10 (2014) Vol 1:1 McGill Journal of Dispute Resolution 5 Revue de règlement des différends de McGill The treaty conferring jurisdiction directs the tribunal to apply host state law to the question of the investment s legality. In turn, the investment s legality determines its protection under the treaty, including access to arbitration. Therefore, the treaty s criterion of legality serves as a gateway for the application of host state law. In Metal-Tech v Uzbekistan the Tribunal described the link between the host state s law and jurisdiction in the following terms: [T]he Tribunal comes to the conclusion that corruption is established to an extent sufficient to violate Uzbekistan law in connection with the establishment of the Claimant s investment in Uzbekistan. As a consequence, the investment has not been implemented in accordance with the laws and regulations of the Contracting Party in whose territory the investment is made as required by Article 1(1) of the BIT Uzbekistan s consent to ICSID arbitration, as expressed in Article 8(1) of the BIT, is restricted to disputes concerning an investment. Article 1(1) of the BIT defines investments to mean only investments implemented in compliance with local law. Accordingly, the present dispute does not come within the reach of Article 8(1) and is not covered by Uzbekistan s consent. This means that this dispute does not meet the consent requirement set in Article 25(1) of the ICSID Convention. Accordingly, failing consent by the host state under the BIT and the ICSID Convention, this Tribunal lacks jurisdiction over this dispute. 8 Practice shows that tribunals have developed several criteria to contain the potentially farreaching consequences of importing host state law into the law applicable to jurisdiction by way of the legality requirement. These criteria include the severity of the violation, 9 the question whether the domestic rules involved were part of the host state s investment regime 10 and whether the illegality related to the making of the investment or merely to its conduct. 11 ORIL IIC 115; Bayindir Insaat Turizm Ticaret ve Sanayai AŞ v Pakistan, Decision on Jurisdiction (14 November 2005) at paras , ICSID, ORIL IIC 27; Mytilineos Holdings SA v Serbia, Decision on Jurisdiction (8 September 2006) at paras , ICSID, ORIL IIC 345 [Mytilineos]; Saipem SPA, supra note 1 at paras 79-82, ; Aguas del Tunari SA v Bolivia, Decision on Jurisdiction (21 October 2005) at paras , ICSID, ORIL IIC 8; Desert Line Projects LLC v Yemen, Award (6 February 2008) at para 104, ICSID, ORIL IIC 319 [Desert Line]; Nordzucker AG v Poland, First Partial Award (10 December 2008) at para 167, Ad Hoc UNCITRAL [Nordzucker]; SGS Société Générale de Surveillance SA v Paraguay, Decision on Jurisdiction (12 February 2010) at paras , ICSID, ORIL IIC 525 [SGS]; Railroad Development, supra note 1 at para 140; Alasdair Ross Anderson v Costa Rica, Award (19 May 2010) at paras 50-59, ICSID, ORIL IIC 437; Fakes v Turkey, Award (14 July 2010) at para 115, ICSID, ORIL IIC 439 [Fakes]; Quiborax, supra note 1 at para Metal-Tech v Uzbekistan, Award (4 October 2013) at paras , ICSID, ORIL IIC 619 [Metal-Tech]. 9 Rumeli Telekom AS v Kazakhstan, Award (29 July 2008) at para 168, ICSID, ORIL IIC 344; Desert Line, supra note 7 at para 104; Metalpar SA v Argentina, Decision on Jurisdiction (27 April 2006) at para 84, ICSID, ORIL IIC 164; Mytilineos, supra note 7 at paras ; Inmaris Perestroika, supra note 1 at paras ; Vanessa Ventures Ltd v Venezuela, Award (16 January 1913) at para 167 [Vanessa]; Tokios Tokelės v Ukraine, Decision on Jurisdiction (29 April 2004) at para 86, ICSID, 20 ICSID Rev 205 [Tokios Tokelės]. See also Alpha Projektholding, supra note 1 at paras Fakes, supra note 7 at para 119; 11 Jan Oostergetel and Theodora Laurentius v The Slovak Republic, Decision on Jurisdiction (30 April 2010) at paras , Ad Hoc UNCITRAL; Gustav F W Hamester GmbH & Co KG v Ghana, Award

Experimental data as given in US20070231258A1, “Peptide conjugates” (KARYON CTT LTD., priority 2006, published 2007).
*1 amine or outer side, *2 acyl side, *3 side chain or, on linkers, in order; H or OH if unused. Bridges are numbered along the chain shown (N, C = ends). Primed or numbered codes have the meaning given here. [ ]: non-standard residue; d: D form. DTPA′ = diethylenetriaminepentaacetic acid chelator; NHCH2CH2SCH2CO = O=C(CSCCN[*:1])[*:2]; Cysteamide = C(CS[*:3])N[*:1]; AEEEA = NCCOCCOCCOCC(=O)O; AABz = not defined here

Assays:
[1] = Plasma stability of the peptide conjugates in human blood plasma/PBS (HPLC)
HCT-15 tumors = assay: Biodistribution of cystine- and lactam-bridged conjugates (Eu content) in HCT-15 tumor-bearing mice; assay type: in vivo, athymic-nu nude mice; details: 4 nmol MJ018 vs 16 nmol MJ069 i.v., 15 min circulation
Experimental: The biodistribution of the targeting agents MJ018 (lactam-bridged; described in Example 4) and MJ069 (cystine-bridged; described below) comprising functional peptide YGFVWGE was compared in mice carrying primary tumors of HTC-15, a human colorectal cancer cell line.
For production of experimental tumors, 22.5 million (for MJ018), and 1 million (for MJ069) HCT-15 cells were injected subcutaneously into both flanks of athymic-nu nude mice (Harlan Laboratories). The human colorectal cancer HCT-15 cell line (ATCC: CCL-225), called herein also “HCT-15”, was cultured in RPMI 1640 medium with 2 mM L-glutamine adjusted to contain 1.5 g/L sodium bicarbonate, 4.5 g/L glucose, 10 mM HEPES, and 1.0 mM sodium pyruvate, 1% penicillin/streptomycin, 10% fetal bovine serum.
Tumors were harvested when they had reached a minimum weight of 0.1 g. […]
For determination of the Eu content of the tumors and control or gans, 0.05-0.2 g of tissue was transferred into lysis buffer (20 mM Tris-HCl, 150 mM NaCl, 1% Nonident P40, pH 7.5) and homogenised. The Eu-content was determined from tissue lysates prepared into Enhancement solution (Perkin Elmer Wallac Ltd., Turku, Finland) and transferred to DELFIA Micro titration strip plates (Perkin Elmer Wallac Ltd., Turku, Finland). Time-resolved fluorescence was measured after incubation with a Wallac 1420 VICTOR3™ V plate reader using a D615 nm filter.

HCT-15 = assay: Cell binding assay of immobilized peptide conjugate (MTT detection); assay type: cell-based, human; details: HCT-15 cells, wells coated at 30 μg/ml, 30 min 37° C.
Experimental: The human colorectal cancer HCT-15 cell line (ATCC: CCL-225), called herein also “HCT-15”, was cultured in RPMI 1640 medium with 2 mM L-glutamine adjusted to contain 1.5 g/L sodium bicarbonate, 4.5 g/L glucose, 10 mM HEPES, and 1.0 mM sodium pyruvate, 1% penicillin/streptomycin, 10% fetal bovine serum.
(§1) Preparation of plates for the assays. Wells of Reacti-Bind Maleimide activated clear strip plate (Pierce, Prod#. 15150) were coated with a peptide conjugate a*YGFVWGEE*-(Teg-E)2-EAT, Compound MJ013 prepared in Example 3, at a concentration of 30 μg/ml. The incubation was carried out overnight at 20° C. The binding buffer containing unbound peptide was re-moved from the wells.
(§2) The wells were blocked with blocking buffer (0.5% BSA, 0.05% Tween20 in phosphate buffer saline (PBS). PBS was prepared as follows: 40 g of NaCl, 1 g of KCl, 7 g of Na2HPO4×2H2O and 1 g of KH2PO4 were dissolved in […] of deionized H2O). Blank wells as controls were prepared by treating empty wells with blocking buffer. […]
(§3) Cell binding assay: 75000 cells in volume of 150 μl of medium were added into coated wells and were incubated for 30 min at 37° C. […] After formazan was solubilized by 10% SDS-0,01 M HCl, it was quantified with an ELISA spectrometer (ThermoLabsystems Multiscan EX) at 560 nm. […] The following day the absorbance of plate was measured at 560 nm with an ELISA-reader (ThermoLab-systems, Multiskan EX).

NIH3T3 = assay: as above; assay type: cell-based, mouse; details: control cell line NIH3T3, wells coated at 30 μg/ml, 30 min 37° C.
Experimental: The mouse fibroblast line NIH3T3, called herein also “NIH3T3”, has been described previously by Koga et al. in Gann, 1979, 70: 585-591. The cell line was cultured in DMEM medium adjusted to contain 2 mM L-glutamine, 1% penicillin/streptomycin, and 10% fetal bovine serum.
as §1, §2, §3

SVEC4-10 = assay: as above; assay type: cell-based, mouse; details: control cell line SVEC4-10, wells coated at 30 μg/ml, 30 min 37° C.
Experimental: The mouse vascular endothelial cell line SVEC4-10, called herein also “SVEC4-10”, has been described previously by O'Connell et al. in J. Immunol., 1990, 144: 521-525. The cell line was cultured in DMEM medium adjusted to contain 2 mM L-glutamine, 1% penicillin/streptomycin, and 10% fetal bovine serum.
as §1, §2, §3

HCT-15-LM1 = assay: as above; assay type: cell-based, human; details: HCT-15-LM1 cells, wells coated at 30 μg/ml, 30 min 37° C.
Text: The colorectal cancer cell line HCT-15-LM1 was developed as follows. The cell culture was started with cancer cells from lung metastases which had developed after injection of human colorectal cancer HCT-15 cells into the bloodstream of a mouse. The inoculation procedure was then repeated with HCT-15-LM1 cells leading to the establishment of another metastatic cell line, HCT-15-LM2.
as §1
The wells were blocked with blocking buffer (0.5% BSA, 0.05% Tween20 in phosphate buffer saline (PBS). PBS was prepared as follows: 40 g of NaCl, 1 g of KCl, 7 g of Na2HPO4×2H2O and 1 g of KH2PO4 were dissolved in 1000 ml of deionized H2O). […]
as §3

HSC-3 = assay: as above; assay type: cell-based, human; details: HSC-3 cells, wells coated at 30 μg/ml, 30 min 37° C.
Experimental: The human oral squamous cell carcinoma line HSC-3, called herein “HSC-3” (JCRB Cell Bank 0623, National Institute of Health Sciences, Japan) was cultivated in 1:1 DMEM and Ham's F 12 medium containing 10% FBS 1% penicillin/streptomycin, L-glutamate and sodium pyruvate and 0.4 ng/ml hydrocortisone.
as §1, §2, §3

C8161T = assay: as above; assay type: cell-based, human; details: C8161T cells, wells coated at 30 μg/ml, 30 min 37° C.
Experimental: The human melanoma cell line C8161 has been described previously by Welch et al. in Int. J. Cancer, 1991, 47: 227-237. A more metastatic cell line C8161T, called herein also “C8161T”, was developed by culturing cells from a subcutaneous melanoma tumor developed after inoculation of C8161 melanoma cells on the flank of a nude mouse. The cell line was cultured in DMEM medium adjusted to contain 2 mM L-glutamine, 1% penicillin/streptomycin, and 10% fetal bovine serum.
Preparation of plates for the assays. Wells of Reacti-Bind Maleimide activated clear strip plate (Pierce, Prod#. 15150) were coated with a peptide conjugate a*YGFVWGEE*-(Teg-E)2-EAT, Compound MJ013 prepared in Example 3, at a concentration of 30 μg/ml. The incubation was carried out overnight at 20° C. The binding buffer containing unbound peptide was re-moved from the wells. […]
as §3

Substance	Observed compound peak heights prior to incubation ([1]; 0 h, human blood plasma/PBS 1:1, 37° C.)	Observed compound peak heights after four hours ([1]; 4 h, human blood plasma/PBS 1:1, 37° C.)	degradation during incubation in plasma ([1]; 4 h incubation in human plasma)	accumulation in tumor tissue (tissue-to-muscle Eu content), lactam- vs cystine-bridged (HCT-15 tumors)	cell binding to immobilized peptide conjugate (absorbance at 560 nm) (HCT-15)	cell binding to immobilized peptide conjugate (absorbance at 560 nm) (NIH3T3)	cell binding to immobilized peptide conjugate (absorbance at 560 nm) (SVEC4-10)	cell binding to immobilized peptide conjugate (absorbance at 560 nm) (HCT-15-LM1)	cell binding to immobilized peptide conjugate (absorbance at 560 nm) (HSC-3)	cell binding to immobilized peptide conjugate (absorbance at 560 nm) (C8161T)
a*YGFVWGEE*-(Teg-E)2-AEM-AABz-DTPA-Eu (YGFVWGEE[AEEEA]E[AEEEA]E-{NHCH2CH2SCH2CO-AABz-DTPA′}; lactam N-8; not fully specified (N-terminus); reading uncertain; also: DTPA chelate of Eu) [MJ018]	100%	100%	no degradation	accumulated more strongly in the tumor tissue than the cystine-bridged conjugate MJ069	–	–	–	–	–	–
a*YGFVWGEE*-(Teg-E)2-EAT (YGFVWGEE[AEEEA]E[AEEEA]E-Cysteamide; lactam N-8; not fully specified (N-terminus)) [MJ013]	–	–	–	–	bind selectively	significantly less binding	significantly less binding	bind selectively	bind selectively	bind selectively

11 (2014) Vol 1:1 Jurisdiction and Applicable Law in Investment Treaty Arbitration Christoph Schreuer 6 Another issue with jurisdictional implications that is governed in large part by domestic law is the investor s nationality. The claimant s nationality is an essential requirement for jurisdiction under treaties. The nationality of a natural person is determined primarily by the law of the State whose nationality is claimed. 12 In Soufraki v UAE the Tribunal reaffirmed the primary relevance of national law to questions of nationality. The Tribunal also emphasized that it had jurisdiction to scrutinise whether the nationality requirements under domestic law were fulfilled: It is accepted in international law that nationality is within the domestic jurisdiction of the State, which settles, by its own legislation, the rules relating to the acquisition (and loss) of its nationality. [...] But it is no less accepted that when, in international arbitral or judicial proceedings, the nationality of a person is challenged, the international tribunal is competent to pass upon that challenge. 13 Another issue that is governed by domestic law is the existence of the proprietary rights underlying the investment. That question is discussed in more detail below. 14 These examples demonstrate that the rules governing the jurisdiction of a tribunal are subject to their own regime of applicable law that is independent of the law governing the merits of a case. In most cases that law will be determined by the instruments providing for arbitration. In investment treaty arbitration most often this is a BIT and the ICSID Convention. On some questions, such as the investment s legality, the investor s nationality and the existence of property and similar rights, the relevant treaty refers to domestic law. III. Does Jurisdiction Determine the Applicable Law? A. The Scope of Jurisdiction The scope of jurisdiction as determined by treaty clauses providing for consent to arbitration varies. Under some treaties jurisdiction for investor-state disputes is limited to disputes arising out of the interpretation and application of the treaty s substantive standards. For instance, in Article 11(1) of the El Salvador-Spain BIT consent to arbitration extends to any dispute [...] concerning matters regulated by this Agreement. 15 Similarly, Article 17(1) of the Japan-Cambodia BIT provides for jurisdiction over a dispute concerning an alleged breach of any right conferred by (18 June 2010) at paras 127, 129, ICSID, ORIL IIC 456; Fakes, supra note 7 at para 119; Quiborax, supra note 1 at para 266; Urbaser SA and Consorcìo de Aguas Bilbao Bizkaia, Bilbao Biskaia Ur Partzuergoa v Argentine Republic, Decision on Jurisdiction (19 December 2012) at para 260, ISCID, Case No ARB/07/26; Teinver, supra note 1 at paras ; Vanessa, supra note 9 at 167; Metal-Tech, supra note 8 at paras , 267, Champion Trading Company v Egypt, Decision on Jurisdiction (21 October 2003) at s 3.4.1, ICSID,  19 ICSID Rev 275 at (International Centre for Settlement of Investment Disputes); Siag v Egypt, Decision on Jurisdiction (11 April 2007) at paras , ICSID, ORIL IIC 288; Micula v Romania, Decision on Jurisdiction (24 September 2008) at paras 86, 101, ICSID, ORIL IIC Soufraki v UAE, Award (7 July 2004) at para 55, ICSID, ORIL IIC See s II.E. below. 15 For an application of this provision see: Inceysa Vallisoletane SL v El Salvador, Award (2 August 2006) at paras , ICSID, ORIL IIC 134.